From Crisis to Recovery: Essential Actions for Handling Cyber Attacks 

As our collective reliance on digital systems grows, the threat of cyber attacks looms ever larger. And recent incidents highlight how devastating these attacks can be, crippling companies for days or even weeks and costing massive sums. 

The June 2024 cyber attack on CDK Global, whose software supports car dealerships in managing scheduling and records, for example, was only resolved in early July. The software vendor, which serves over 15,000 auto retail locations in North America, was hit with crippling cyber attacks in June, leading to a 3.8% decline in U.S. new-vehicle sales in June 2024 vs. a year ago according to GlobalData. 

Only a month earlier, in May 2024, Ascension, a nonprofit network of 140 hospitals across 19 states, was hit by a cyber attack, forcing the diversion of ambulances and taking nearly a month to fully resolve. And in early 2024, a ransomware attack on Change Healthcare, part of the UnitedHealth Group, disrupted pharmacy billing nationwide, threatening the stability of some healthcare providers. 

Hackers are becoming more sophisticated, often lurking undetected within systems. They tend to target industries like healthcare that frequently use outdated systems, making them easier prey. This trend underscores the importance of quick detection, as outlined in IBM’s 2020 Cost of a Data Breach Report, which found that companies take an average of 207 days to identify a breach and another 73 days to contain it. 

In the event of a cyber attack, swift and strategic action is essential. Here are seven crucial steps organizations should take to minimize the impact and facilitate recovery: 



  1. Mobilize your Cybersecurity Response Team

When a cyberattack is detected, the first step is to activate your cybersecurity response team. This team should consist of cross-disciplinary professionals who are trained to protect your business. It’s crucial that each member understands their role and is prepared to respond effectively to any attack.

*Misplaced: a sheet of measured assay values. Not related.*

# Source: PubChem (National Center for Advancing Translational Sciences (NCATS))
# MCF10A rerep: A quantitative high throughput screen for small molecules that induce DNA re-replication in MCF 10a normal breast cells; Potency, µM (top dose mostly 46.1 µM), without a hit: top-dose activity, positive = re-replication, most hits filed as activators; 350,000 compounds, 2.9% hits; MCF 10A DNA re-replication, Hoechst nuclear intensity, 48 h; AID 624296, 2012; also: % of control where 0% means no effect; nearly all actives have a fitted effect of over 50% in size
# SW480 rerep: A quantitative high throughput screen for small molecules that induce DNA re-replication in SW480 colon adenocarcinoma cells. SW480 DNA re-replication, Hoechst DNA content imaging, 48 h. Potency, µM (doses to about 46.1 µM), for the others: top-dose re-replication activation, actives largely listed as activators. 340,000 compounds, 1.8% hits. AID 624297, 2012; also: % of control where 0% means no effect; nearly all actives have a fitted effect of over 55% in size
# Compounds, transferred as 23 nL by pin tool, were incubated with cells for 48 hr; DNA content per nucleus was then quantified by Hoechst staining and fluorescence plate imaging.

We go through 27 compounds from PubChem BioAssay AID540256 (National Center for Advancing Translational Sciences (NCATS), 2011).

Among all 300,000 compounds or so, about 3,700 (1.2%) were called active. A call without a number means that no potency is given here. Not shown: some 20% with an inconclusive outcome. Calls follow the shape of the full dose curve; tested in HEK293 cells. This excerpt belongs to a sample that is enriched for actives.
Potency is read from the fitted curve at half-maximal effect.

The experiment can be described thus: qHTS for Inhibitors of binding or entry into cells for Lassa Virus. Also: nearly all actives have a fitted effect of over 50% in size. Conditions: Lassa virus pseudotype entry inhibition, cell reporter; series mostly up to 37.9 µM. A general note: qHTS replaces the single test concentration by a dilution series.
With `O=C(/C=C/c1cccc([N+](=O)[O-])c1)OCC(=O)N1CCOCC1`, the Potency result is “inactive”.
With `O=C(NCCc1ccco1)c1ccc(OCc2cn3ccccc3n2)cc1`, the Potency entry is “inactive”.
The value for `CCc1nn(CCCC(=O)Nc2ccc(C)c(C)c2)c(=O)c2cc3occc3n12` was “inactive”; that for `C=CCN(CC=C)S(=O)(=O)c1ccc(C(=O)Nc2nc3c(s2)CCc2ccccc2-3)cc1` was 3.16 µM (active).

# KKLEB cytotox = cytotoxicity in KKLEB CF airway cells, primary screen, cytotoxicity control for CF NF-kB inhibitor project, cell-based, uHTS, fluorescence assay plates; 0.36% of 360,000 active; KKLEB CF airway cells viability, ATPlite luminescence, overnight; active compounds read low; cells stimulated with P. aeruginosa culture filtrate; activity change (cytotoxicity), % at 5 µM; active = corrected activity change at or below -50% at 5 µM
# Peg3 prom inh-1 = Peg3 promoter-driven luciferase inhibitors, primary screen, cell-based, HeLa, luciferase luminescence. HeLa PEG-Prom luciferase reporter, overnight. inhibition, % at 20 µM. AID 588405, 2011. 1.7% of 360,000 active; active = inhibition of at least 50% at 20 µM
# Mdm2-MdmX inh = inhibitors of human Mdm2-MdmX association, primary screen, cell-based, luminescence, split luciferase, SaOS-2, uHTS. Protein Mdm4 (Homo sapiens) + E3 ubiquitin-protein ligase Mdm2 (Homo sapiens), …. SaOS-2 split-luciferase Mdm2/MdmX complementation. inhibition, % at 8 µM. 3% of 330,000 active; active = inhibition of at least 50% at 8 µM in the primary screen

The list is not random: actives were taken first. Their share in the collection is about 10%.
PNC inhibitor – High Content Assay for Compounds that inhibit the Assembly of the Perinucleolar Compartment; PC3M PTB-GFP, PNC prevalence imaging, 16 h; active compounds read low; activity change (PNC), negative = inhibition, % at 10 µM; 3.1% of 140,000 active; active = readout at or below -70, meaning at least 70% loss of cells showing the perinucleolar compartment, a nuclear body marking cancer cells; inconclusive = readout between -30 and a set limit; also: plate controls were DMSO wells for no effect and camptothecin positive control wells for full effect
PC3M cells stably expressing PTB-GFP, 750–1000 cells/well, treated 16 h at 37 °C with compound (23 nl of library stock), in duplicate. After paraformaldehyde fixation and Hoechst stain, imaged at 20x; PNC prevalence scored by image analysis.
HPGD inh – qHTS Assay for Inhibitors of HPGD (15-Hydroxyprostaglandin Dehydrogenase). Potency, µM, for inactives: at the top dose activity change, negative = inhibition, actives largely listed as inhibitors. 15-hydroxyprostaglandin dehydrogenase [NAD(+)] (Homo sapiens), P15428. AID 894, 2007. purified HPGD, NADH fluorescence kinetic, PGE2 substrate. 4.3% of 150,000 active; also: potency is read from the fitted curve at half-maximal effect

1. Identify the Type of Attack

To respond effectively, your cybersecurity team must accurately identify the type of attack. Understanding the nature of the attack helps you focus your efforts on containment and recovery. It’s essential to determine not only the type but also the likely source, extent, and potential impact of the attack. 


  1. Contain the Breach

Most passive attacks aim to create a persistent backdoor into your systems, allowing attackers to extract data over time. It’s crucial to identify and eliminate any access points they may have. This is equally important in the case of active attacks. 

No matter the type of cyber attack, your team should quickly disconnect the affected network from the internet, disable all remote access, reroute network traffic, and change all vulnerable passwords. 

The goal is to completely block the attackers’ access, allowing you to restore your systems to a more secure state. 


  1. Assess and Repair the Damage

After containing the attack, evaluate the impact on critical business functions. Identify which data has been compromised, which systems were accessed, and whether any unauthorized entry points remain. You may need to reinstall systems, restore data from backups, and repair or replace any damaged hardware. 


  1. Report the Attack

Promptly report the incident to the appropriate authorities, including the Federal Bureau of Investigations (FBI) and state and local law enforcement. Additionally, contact the Secret Service’s Electronic Crimes Task Force (ECTF), the Internet Crime Complaint Center (IC3), and the Federal Trade Commission (FTC). If your company has cyber liability insurance, reach out to your insurer for guidance and support. 


  1. Communicate with Customers

Collaborate with your PR team to effectively manage the public impact of the incident. Notify your customers, especially if their data was affected. It’s important to issue a press release about the attack, being upfront and transparent to maintain public trust. 


  1. Learn from the Experience

Finally, conduct a thorough investigation to understand what happened and identify improvements in your systems and procedures to prevent future attacks. Use this incident as an opportunity to enhance your company’s cybersecurity posture, making it stronger and more resilient. 



Navigating a cyber attack demands swift action, coordination across teams, and transparency with stakeholders. By following these essential steps—from mobilizing your response team to learning from the incident—organizations can not only minimize the impact of cyber threats but also strengthen their defenses for the future. In an increasingly digital landscape, proactive cybersecurity measures are crucial for safeguarding business continuity and maintaining trust with customers and partners alike. 

Stay vigilant, stay prepared, and continue to evolve your cybersecurity strategies to stay ahead of emerging threats.